THE COVENANTERS IN CANADA: Reformed Presbyterianism from 1820 to 2012
A sensitive and nuanced narrative of a dissenting religious minority in a pluralistic society.
In The Covenanters in Canada, Eldon Hay sheds light on a religious community often overlooked in the chronicle of Canadian history. A group of religious and political dissenters who disputed the settlement of Scotland in 1690 – whereby William of Orange became king – the Covenanter movement was small, but had deep roots worthy of attention and respect. This study of a resilient tradition of religious dissent reflects the value of variance in a genuinely pluralistic society.
The Covenanters objected to a ruler who was both the head of state and head of the church. Tracing the theological and historical significance of the movement in Scotland, Ireland, and the United States, Hay outlines the trials, tribulations, and triumphs of Covenanter missionaries in the Maritimes, Upper and Lower Canada, and the West. Despite fierce opposition from rival denominations, the Covenanters ultimately survived to carve a niche for themselves and develop a precarious relationship with other denominations and secular society a relationship that remains tenacious and tenuous.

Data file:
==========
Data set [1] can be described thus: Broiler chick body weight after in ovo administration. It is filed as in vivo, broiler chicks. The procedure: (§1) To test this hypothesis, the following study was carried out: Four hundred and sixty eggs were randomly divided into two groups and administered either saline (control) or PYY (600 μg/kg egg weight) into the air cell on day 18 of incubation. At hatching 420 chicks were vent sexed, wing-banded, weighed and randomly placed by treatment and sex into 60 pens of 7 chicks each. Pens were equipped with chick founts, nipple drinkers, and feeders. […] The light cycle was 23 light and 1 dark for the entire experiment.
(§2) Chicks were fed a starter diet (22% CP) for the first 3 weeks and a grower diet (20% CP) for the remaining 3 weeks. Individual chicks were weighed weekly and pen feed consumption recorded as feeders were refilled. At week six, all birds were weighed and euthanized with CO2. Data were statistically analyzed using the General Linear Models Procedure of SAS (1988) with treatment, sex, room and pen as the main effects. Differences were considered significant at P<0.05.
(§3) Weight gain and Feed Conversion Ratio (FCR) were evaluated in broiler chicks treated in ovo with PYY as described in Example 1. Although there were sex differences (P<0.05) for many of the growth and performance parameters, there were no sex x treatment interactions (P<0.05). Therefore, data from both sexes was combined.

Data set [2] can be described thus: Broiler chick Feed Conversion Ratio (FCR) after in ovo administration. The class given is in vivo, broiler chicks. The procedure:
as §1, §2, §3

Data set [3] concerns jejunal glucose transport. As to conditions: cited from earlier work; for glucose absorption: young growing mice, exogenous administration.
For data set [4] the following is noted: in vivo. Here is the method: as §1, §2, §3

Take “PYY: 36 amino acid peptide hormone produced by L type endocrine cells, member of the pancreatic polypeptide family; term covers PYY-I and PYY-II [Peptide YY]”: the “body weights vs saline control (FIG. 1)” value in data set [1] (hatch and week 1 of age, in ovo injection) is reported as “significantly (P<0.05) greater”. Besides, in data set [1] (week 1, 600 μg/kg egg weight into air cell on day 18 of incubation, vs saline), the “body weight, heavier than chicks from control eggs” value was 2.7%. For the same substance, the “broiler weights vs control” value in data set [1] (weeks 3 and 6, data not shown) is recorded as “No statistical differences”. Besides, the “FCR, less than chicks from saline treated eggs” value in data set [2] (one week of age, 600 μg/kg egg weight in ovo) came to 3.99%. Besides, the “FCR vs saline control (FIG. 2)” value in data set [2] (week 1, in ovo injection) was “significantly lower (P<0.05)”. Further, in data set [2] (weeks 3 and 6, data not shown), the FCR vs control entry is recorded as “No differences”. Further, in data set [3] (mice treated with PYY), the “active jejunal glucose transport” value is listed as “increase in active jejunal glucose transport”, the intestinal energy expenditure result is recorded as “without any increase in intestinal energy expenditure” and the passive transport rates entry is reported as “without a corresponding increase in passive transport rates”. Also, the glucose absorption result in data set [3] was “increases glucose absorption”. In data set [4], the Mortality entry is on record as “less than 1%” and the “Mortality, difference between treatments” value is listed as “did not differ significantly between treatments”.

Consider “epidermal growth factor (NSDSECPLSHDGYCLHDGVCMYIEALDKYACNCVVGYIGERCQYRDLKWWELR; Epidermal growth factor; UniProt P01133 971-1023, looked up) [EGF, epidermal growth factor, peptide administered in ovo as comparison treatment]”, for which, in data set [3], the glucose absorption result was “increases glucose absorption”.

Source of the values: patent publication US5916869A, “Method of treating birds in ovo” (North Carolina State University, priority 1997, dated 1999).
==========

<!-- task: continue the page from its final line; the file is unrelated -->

A comprehensive study of a minority religious movement, The Covenanters in Canada is an insightful perspective on the evolving relationship between small religious movements and the majority culture.
Eldon Hay is professor emeritus in the Department of Religious Studies
at Mount Allison University.
McGill-Queen’s Studies in the History of Religion
McGill-Queen's University Press [www.mqup.ca]
Crown and Covenant Publications [www.crownandcovenant.com]
Eldon Hay The Covenanters in Canada: Reformed Presbyterianism from 1820 to 2012
McGill-Queen’s University Press. ISBN 978-0-7735-4100-9
Released November, 2012 Hard Cover. Cost: $39.95